Retaining Knowledge in Smaller Building and Construction Firms

Retaining Knowledge in Smaller Building and Construction Firms

Susanne Durst (University of Skövde, Skövde, Sweden), Guido Bruns (Incipire Consulting, Lindau, Germany) and Ingi Runar Edvardsson (Reykjavík, University of Iceland, Iceland)
Copyright: © 2017 |Pages: 12
DOI: 10.4018/IJKSS.2017070101
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The purpose of this study is to increase our understanding of how SMEs retain critical knowledge. Against the background of the underdeveloped body of knowledge regarding knowledge retention, the authors selected an explorative (qualitative) research approach. More precisely, they conducted semi-structured interviews with organization members (i.e. executive and regular staff) of five Austrian SMEs operating in the building and construction industry. This study provides fresh insights into knowledge retention in SMEs. The findings advance the limited understanding of knowledge retention in general and regarding SMEs. They also contribute to the further development of the study of knowledge management in the building and construction sector. Based on the study's findings the authors derive suitable measures to better manage the process of knowledge retention in SMEs. These measures may be useful for SMEs operating in other industries as well.
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In industries that rely to a large extent on complex, semi-structured projects such as the building and construction industry the existence of different types of knowledge is vital. In such environments, the retention of relevant knowledge is very important for the functioning of organizations and thus their sustainability. Knowledge retention has been defined as “maintaining, not losing, the knowledge that exists in the minds of people (tacit, not easily documented) and knowing (experiential action manifesting in behavior) that is vital to the organization´s overall functioning” (Martins & Meyer, 2012, p. 80). Even though in general organizations acknowledge the benefits of knowledge management for their business operations (McAdam, 2000; Chatzoudes et al., 2015), it appears that the practice of knowledge retention is still rather neglected. The same seems to be true research-wise. Compared to other knowledge management practices, studies of knowledge retention are rare (March & Stock, 2006; Hislop, 2013); a situation that refers to all organizations, regardless of size. If one addresses the study of knowledge retention in small and medium-sized enterprises (SMEs), however, there is a particular shortage of research, which refers to both conceptual and empirical papers. For example, Durst and Edvardsson (2012) who conducted a literature review on KM in SMEs identified only one paper on the topic of knowledge retention. In the few cases in which issues around knowledge retention in SMEs are addressed, they appear to be conceptual in nature (c.f. Durst & Leyer, 2014). Against the prevalence of SMEs, this situation is unsatisfactory. Therefore, a better understanding of knowledge retention is important both in practice and in theory.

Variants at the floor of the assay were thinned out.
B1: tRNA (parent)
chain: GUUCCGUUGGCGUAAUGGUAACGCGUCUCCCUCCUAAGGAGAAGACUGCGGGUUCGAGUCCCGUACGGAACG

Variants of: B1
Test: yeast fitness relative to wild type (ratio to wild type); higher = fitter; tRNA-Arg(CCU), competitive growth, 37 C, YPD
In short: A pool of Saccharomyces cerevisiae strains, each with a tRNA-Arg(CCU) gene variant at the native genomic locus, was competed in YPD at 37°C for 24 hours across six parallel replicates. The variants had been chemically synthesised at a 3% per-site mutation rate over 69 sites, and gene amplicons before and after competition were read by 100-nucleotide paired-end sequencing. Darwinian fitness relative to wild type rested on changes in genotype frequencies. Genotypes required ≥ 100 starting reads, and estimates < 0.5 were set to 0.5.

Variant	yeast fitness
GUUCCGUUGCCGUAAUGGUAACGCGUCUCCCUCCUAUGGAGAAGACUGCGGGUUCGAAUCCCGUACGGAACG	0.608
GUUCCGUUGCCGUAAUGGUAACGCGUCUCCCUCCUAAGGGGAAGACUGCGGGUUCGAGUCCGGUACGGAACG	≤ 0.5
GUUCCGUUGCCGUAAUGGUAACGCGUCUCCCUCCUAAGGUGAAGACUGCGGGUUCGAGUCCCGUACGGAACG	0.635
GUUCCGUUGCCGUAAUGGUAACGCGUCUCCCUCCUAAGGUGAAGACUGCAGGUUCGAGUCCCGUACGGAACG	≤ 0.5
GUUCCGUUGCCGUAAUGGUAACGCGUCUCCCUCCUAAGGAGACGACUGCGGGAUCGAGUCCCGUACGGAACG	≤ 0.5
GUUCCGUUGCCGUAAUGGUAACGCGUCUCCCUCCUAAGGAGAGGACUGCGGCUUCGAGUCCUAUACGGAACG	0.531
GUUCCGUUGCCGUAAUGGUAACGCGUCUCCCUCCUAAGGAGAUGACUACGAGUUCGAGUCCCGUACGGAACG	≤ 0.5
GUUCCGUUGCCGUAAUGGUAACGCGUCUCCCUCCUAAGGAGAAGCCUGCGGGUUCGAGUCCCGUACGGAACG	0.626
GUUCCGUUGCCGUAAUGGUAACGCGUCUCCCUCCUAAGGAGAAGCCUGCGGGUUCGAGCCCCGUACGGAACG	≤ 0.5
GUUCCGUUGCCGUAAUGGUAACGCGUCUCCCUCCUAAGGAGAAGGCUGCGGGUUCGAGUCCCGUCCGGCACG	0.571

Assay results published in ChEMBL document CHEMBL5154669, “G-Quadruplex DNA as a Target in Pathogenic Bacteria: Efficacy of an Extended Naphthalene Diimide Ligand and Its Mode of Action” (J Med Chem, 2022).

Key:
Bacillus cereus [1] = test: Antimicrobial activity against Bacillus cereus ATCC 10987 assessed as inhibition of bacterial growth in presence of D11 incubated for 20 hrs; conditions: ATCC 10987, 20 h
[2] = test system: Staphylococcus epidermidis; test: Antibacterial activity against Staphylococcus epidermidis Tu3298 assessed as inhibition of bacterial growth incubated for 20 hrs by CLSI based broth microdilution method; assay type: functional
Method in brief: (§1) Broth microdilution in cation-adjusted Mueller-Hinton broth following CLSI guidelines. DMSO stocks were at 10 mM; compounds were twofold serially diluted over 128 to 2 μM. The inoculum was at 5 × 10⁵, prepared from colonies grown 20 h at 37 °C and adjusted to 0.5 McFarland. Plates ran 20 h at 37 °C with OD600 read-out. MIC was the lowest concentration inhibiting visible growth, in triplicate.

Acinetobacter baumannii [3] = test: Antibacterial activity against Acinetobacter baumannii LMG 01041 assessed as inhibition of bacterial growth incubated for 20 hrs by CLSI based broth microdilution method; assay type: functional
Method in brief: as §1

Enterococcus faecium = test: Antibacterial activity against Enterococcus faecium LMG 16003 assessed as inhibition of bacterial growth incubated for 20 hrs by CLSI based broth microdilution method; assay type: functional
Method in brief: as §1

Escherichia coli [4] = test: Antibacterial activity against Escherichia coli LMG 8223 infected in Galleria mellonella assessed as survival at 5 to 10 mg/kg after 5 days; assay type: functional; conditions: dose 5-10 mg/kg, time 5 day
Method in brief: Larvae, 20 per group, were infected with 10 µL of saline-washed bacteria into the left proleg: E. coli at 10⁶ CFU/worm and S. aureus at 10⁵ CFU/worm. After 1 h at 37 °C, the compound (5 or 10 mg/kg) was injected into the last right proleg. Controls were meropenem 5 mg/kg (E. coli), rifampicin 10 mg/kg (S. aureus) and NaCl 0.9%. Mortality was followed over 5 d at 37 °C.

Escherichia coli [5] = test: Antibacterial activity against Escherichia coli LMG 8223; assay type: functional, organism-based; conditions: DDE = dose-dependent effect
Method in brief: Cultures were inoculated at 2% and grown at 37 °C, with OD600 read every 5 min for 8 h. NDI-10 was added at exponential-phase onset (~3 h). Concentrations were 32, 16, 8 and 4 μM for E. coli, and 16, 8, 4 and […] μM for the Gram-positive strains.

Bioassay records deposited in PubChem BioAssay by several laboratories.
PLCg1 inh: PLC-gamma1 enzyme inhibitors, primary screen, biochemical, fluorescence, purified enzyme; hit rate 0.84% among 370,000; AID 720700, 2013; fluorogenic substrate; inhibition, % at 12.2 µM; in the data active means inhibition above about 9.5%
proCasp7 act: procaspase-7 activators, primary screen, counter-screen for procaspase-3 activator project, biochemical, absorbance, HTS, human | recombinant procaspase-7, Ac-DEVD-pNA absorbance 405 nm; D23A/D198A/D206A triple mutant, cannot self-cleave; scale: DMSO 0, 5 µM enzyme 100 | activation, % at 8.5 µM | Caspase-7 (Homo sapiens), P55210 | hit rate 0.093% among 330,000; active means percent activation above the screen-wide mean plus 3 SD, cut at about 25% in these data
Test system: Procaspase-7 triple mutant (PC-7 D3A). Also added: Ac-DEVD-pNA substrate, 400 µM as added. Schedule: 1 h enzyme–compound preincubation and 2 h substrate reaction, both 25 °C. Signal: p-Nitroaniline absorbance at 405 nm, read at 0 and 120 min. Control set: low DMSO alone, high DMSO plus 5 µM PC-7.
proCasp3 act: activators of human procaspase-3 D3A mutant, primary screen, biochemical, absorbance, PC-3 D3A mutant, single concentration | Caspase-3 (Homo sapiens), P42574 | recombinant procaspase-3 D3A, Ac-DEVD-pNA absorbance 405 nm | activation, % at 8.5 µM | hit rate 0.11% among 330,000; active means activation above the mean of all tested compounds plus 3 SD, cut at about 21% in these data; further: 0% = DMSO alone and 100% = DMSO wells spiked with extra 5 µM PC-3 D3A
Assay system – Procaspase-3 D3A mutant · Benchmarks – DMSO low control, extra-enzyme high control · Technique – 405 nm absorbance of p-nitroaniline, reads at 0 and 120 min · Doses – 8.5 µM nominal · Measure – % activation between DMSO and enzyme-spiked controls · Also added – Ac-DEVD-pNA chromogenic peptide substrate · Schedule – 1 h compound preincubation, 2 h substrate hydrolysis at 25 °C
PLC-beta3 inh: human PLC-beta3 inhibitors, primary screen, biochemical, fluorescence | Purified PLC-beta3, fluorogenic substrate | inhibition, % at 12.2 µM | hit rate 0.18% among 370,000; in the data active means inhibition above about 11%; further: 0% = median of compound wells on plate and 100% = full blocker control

The purpose of this paper is to increase our understanding of how SMEs address the issue of knowledge retention. The paper deals with the following issues: How is knowledge being treated in the company? How is critical knowledge retained? What methods are applied in order to retain relevant knowledge? How is knowledge shared in the company? The study is conducted in the building and construction sector, which on one side is often dominated by smaller companies. On the other side, it represents a sector in which the study of knowledge management (KM) has started only recently (Maqsood & Finegan, 2009).

The remaining paper is organized as follows. In the next section, the related literature is outlined. Then the method employed is outlined. This is followed by a presentation of the findings. The paper terminates with the conclusion and implications of the study.

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